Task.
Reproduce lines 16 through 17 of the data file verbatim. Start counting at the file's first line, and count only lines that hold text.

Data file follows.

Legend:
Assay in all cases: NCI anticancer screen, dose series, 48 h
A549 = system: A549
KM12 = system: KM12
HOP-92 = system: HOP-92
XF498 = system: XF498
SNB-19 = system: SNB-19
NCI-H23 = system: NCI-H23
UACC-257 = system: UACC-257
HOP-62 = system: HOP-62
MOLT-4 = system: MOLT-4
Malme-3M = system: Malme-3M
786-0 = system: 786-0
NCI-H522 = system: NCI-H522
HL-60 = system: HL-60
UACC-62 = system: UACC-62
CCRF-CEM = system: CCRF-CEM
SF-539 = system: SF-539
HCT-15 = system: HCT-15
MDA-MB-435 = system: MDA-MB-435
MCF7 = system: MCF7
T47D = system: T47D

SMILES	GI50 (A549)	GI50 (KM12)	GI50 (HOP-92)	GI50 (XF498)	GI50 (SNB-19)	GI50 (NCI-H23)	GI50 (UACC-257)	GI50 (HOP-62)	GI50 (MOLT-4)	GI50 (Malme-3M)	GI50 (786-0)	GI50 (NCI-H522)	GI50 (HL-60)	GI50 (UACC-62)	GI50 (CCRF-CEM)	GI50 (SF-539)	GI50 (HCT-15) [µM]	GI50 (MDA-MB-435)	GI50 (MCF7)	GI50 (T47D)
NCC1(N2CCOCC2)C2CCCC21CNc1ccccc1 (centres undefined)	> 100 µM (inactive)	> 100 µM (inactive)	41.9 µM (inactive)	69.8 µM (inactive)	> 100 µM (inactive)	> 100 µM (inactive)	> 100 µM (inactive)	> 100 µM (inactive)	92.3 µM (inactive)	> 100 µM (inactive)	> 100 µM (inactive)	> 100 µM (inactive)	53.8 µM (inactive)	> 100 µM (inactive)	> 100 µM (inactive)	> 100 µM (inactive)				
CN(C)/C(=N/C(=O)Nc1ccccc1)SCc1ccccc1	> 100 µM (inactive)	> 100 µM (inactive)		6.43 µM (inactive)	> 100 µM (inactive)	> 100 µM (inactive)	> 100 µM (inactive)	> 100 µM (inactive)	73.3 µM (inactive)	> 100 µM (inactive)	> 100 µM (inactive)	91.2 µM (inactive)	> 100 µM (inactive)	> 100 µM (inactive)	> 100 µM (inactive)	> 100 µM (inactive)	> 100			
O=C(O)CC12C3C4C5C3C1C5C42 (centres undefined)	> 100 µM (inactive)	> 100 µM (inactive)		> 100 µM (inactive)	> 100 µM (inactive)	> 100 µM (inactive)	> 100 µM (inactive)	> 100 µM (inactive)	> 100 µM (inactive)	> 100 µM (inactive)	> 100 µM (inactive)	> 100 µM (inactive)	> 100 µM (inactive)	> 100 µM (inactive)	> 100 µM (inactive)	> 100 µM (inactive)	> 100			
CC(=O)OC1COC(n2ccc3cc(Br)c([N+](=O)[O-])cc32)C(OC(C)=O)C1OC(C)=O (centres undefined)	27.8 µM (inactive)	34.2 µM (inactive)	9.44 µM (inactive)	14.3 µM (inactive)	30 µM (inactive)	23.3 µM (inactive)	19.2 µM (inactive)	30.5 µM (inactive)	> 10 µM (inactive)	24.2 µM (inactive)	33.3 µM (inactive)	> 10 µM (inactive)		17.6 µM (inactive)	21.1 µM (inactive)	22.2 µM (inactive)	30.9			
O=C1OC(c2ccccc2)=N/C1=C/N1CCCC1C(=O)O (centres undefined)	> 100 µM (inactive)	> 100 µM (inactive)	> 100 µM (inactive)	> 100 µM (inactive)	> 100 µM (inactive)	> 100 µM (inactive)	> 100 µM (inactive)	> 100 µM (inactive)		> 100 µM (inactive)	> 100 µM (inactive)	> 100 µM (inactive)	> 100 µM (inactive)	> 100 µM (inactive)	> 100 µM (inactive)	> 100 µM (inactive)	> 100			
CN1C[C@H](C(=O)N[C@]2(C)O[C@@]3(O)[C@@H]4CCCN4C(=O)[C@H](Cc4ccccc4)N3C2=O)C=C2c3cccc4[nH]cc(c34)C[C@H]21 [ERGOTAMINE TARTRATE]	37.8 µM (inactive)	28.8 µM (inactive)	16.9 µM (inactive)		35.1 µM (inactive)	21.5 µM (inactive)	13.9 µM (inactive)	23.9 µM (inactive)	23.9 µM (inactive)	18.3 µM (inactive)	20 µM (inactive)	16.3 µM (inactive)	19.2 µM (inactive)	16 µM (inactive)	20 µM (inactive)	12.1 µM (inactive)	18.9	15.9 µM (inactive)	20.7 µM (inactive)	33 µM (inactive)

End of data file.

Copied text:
UACC-62 = system: UACC-62
CCRF-CEM = system: CCRF-CEM